July 29, 2011 in Features

Northern Quest plays host to Willie’s return

More than 30 years after his first Inland Northwest visit, Nelson is back for Sunday’s performance
By The Spokesman-Review
 
If you go

Willie Nelson & Family

When: Sunday, 7 p.m.

Where: Northern Quest Resort and Casino’s outdoor venue, 100 N. Hayford Road, Airway Heights

Cost: $55, $70 and $100

Call: TicketsWest outlets (800-325-SEAT or www.ticketswest.com)

Willie Nelson arrives Sunday for an outdoor show at one of the rare places in the Inland Northwest he hasn’t played – the Northern Quest Resort and Casino.

Over nearly four decades as one of the nation’s top tour-bus cowboys, Nelson, 78, has played The Gorge, Riverfront Park, the Festival at Sandpoint, the old Spokane Coliseum (three times), Albi Stadium, Playfair Race Course and even the Northeast Washington Fairgrounds in Colville.

It was back in 1977 that a (relatively) fresh-faced Willie played his first show at the Coliseum.

This paper’s reviewer described him as a “middle-aged country hippie … sporting long hair under a cowboy hat, dressed in dark blue denims.”

She wrote that people “cheered, applauded and danced in the aisles” as Nelson “transcended the gap between rock and country.”

That was only the first of a long string of adoring reviews of his local shows. Here are just a few excerpts:

1980, Spokane Coliseum: “Nelson puts on a masterpiece … a voice of exceptional quality and emotion … a staggering two-hour set.”

1981, Spokane Coliseum: “Nelson began his set with a rousing version of ‘Whiskey River,’ sung to the unfurling of a gigantic Lone Star flag behind the band. When he brought things to a close two hours later, it was ‘Whiskey River’ again, as Old Glory dropped to full length at the back of the stage, obscuring the Texas state flag.”

1983, Albi Stadium: “(In the crowd of 16,000) there were drinkers, dancers and singers-along. There were brawlers and sunbathers, dope-smokers and football players. … Blue-shirted security guards rushed to quell a series of disturbances. … It was a typical Willie Nelson performance, ragged and uneven at times, alternately melancholy and jubilant, brilliantly paced and, in the end, galvanizing. … Bikers and grandmothers, doctors and bartenders stood together and roared their adulation.”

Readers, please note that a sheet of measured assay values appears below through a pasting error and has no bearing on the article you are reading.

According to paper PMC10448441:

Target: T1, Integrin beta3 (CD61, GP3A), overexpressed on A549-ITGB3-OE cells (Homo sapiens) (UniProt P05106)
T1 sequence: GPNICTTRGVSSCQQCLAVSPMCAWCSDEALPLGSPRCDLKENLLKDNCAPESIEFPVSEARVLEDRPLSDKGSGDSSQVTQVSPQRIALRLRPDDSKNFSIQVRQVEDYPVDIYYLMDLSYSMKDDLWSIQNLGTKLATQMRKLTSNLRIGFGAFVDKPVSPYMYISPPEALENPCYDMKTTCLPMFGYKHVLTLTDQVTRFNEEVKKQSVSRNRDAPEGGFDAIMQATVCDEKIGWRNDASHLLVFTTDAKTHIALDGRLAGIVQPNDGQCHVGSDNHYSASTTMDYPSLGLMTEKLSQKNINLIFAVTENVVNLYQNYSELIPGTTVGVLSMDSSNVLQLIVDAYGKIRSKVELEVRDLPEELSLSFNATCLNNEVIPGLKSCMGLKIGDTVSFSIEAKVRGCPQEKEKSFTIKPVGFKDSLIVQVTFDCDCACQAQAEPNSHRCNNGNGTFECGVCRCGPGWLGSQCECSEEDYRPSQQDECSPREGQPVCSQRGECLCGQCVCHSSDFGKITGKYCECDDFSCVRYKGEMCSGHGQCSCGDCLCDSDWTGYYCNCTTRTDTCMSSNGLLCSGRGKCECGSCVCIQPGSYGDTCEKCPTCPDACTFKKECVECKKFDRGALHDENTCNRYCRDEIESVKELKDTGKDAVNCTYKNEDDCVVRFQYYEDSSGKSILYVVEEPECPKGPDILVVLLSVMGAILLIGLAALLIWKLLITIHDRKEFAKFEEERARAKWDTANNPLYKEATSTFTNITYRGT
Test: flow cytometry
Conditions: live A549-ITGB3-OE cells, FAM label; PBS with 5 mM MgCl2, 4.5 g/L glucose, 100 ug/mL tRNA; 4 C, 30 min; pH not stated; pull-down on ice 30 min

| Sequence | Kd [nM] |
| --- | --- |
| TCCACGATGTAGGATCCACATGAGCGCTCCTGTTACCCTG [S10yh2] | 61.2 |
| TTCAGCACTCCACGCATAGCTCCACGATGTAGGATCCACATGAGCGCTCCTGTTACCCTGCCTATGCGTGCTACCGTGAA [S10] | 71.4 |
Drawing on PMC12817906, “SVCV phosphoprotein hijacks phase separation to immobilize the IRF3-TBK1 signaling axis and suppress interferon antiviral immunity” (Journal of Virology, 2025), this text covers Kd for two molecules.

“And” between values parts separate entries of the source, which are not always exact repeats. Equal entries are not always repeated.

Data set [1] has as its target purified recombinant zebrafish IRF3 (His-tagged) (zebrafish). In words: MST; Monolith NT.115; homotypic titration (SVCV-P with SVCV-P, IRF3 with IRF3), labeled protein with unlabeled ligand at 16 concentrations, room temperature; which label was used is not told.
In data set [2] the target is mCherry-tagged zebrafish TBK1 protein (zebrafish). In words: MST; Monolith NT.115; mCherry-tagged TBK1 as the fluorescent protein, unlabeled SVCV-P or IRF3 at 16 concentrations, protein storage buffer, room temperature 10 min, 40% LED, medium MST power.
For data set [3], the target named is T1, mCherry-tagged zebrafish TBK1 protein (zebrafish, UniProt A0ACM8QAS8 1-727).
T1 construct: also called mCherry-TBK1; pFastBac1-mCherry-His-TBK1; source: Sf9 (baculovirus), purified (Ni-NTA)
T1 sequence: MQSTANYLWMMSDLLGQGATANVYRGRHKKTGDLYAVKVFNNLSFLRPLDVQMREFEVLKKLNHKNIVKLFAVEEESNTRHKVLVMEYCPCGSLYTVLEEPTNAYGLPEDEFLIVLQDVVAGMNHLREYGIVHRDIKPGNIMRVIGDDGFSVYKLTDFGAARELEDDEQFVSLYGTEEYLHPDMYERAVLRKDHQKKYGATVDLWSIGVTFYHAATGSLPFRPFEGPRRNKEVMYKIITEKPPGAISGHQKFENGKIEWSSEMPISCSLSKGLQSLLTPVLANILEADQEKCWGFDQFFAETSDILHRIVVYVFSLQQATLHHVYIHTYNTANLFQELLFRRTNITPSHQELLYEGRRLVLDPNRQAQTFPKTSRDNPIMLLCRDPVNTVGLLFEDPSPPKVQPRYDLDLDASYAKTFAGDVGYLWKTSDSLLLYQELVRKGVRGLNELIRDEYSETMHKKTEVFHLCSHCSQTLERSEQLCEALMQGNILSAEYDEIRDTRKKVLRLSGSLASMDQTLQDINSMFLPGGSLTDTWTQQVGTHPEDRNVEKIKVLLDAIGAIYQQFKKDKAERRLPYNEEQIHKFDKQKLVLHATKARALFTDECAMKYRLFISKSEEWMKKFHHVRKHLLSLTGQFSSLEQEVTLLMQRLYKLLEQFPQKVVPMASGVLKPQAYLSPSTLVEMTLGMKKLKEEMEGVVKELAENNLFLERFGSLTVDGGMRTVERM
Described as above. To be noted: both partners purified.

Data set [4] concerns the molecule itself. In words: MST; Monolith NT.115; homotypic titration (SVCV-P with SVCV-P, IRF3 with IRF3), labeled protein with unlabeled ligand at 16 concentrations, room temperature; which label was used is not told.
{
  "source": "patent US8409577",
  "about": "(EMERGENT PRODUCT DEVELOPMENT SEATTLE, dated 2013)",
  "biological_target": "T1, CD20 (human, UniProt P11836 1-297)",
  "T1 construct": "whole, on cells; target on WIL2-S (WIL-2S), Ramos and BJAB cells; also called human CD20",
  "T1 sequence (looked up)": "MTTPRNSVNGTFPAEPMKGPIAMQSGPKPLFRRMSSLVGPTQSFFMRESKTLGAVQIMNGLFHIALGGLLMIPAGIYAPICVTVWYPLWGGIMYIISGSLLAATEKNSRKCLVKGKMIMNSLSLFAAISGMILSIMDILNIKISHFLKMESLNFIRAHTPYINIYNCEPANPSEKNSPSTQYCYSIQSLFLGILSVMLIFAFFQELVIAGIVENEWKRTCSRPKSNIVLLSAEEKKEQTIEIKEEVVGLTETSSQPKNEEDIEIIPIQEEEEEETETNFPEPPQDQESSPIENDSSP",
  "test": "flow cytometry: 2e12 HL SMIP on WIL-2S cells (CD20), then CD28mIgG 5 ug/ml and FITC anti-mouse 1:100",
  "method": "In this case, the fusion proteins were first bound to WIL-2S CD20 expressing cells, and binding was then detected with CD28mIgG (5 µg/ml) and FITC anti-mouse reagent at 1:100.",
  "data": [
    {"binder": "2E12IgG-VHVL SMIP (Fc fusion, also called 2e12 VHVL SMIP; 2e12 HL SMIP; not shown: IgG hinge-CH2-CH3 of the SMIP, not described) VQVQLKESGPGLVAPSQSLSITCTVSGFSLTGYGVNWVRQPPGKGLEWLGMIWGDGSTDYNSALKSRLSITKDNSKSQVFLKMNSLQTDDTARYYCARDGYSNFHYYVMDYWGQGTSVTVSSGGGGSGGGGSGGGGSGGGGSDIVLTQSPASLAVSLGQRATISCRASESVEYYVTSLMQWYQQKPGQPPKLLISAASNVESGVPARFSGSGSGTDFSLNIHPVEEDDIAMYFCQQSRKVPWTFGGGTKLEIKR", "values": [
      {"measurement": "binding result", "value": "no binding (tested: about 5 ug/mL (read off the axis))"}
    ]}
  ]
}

1993, Northeast Washington Fairgrounds: “Another incredible moon, another unforgettable concert. … The legendary master must have sung just about every song he ever recorded. … There wasn’t a bad song in the bunch.”

1994, Festival at Sandpoint (The Ranch venue): “Last night he played with the passion and enthusiasm of a man half his age. With a set that highlighted his timeless classics, Nelson held the audience in the palm of his hand for nearly two hours.”

1995, Playfair Race Course: “No one can sing like Willie. Few, with exception of Johnny Cash and a couple of others, have distinctive vocals that can stand on their own. … A number of times, people threw their hats on stage. Instead of kicking them aside like most performers, he wore every single one.”

2003, Riverfront Park: “It felt as if he were singing for each individual in the audience. Whether it was the borderline-unruly party animals in the beer garden, or the tamer fans seated in the front of the Lilac Bowl, everyone was thoroughly engaged.”

How can Willie Nelson possibly add to this local legacy? Another adoring crowd will find out when he takes the stage Sunday night.


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